But as they say, absence makes the heart grow fonder. In 2015, Serotta found himself reenergized when he was brought on as a consultant by New York City’s Citi Bike program. Then, in 2017, when he was splitting time between two workshops—owned by “Frank The Welder” Wadelton in Bellows Falls, VT, and Carl Schlemowitz in New Paltz, NY—he quietly but resolutely started building a new line of fully customized, made-to-order, steel-frame bikes, using everything he learned about weight and fit over the preceding decades. He named the line aModoMio, Italian for “My Way.” Since then, he’s withdrawn from the day-to-day—but only slightly. While the aModoMio C17 model was built by Serotta’s hands alone, the C18s and C19s have been constructed with the help of a familiar team: Wadelton and Schlemowitz. Serotta quips that his position in the newly formed Serotta Design Studio is “Designer-in-Chief.”
At first glance, it would appear that Serotta’s come full circle, but with one major change: He’s not putting resources into a manufacturing facility. Instead, he’s working with multiple companies “on the cutting-edge of materials and technology,” he says, such as 3-D printing—way beyond the range of any of the companies in the bike manufacturing industry, as far as he’s aware. One of the beneficiaries of this new process is the Duetti model, an aluminum bike in 11 sizes that he’s outsourced to an overseas factory. Up next, two new models that will be available in multiple specs: go-anywhere, adventure-ready road bikes with clearance for larger tires that are designed to handle whatever combinations the road throws at bikers: dirt, gravel or well-packed trail.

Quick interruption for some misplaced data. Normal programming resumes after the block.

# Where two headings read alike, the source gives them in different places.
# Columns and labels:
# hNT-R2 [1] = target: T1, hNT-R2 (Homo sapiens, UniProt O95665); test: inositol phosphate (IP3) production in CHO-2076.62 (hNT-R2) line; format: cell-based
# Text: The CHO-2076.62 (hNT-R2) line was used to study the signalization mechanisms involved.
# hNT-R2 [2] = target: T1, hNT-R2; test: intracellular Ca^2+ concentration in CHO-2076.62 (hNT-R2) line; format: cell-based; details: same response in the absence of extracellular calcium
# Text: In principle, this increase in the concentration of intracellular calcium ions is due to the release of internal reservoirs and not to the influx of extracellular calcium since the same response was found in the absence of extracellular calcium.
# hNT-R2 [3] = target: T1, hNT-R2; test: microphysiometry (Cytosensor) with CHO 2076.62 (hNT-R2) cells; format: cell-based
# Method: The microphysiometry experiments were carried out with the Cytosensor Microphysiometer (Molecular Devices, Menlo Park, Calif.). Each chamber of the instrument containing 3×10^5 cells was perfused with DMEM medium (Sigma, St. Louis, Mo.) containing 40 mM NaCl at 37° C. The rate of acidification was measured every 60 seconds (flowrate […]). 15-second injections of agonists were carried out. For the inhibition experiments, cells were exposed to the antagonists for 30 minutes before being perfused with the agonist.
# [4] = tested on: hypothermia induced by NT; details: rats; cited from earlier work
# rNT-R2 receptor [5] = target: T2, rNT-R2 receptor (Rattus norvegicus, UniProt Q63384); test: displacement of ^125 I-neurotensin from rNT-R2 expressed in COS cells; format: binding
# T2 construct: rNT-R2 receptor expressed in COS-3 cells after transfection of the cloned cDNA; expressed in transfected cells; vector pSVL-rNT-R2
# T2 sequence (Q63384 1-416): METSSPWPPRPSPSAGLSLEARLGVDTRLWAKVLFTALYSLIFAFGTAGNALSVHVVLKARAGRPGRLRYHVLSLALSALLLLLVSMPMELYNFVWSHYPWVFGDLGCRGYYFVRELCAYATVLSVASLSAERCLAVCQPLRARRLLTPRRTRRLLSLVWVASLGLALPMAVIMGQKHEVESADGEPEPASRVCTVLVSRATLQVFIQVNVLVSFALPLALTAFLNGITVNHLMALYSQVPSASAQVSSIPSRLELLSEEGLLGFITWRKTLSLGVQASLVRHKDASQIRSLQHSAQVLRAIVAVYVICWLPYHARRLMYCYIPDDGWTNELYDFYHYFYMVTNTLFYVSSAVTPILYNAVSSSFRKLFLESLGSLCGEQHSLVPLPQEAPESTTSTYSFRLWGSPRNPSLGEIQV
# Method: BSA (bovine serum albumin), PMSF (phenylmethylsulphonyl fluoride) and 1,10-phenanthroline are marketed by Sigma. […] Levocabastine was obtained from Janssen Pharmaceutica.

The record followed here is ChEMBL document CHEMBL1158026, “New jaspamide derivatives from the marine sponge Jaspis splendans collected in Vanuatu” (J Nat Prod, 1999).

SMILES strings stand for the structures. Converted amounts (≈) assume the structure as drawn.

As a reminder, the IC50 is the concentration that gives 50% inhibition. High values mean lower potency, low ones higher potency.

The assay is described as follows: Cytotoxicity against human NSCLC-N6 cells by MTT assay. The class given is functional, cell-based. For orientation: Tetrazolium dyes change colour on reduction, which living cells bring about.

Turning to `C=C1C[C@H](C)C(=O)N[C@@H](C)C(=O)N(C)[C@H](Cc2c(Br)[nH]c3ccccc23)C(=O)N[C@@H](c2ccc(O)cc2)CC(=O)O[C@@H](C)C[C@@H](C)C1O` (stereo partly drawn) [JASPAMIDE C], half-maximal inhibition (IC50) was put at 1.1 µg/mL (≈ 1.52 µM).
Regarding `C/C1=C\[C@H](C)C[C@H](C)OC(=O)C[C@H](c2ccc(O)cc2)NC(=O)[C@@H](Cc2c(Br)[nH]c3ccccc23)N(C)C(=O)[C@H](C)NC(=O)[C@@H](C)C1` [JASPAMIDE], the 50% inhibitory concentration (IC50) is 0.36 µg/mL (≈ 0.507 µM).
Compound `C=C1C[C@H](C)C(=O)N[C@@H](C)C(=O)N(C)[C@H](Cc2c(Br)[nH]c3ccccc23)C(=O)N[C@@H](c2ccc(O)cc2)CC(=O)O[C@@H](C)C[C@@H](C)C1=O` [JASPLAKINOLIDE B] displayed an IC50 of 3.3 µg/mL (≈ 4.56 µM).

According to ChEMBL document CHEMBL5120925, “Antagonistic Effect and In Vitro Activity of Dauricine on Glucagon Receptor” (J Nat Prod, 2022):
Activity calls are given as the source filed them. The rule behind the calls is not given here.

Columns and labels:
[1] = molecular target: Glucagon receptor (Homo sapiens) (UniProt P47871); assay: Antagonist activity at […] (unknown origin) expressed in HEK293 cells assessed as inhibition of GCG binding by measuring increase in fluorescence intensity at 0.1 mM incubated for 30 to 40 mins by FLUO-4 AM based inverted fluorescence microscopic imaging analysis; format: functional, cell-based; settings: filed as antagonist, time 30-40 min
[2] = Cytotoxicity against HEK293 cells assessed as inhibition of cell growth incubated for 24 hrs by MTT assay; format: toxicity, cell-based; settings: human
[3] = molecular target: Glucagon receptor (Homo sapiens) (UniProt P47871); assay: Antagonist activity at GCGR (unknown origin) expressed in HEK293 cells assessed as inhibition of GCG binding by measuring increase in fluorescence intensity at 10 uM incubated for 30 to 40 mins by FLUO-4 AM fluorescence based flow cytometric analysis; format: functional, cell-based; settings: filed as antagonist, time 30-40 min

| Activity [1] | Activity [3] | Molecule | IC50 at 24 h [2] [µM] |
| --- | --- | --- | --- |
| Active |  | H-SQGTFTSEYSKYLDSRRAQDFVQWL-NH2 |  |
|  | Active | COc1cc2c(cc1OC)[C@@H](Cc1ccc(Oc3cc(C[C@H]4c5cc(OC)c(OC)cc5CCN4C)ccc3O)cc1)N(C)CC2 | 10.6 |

When I hear Serotta talking about such hardscrabble roadways, it’s difficult for me not to draw an analogy between them and his career. Life has thrown a hell of a lot of curves and combinations at him, but the Saratoga native just keeps his head down, methodically churning. “I thrive on getting out of bed and not revisiting what I’ve already done, but opening the next doorway, doing something a bit new and a bit different,” says Serotta.
Maybe I need to revisit that bike trip after all.
Lock, Stock and Beryl
It shouldn’t make sense: The pioneering manufacturer of custom-fit road bikes, tailored to discerning individuals, partnering with a bike share company that caters its products to the masses. (Especially when you consider that the average road-style bike is about 14 lbs., while the average urban bike share bike is about 50.) Then again, who better to put all their experience into personalizing a single bike for a wide range of body types than framebuilder extraordinaire Ben Serotta?
After working briefly on NYC’s Citi Bikes, Serotta’s now linked up with Beryl, London’s bike share program. Once again working as a design consultant, Serotta kicked things off “much the same way I would start a single bike project,” he says. “We got to know a cross-section of the people who we were hoping would be riding these bikes.” Beryl’s program will launch in Bournemouth and Poole, both in England, this spring; by the summer of 2019, the company will have put more than 1000 bikes on the streets, with a plan to launch in Northeast London down the line.
When asked what makes bike share programs tick, Serotta says: “Riding’s a great way to start and finish a work day, getting a little bit of exercise and a little bit of freedom.”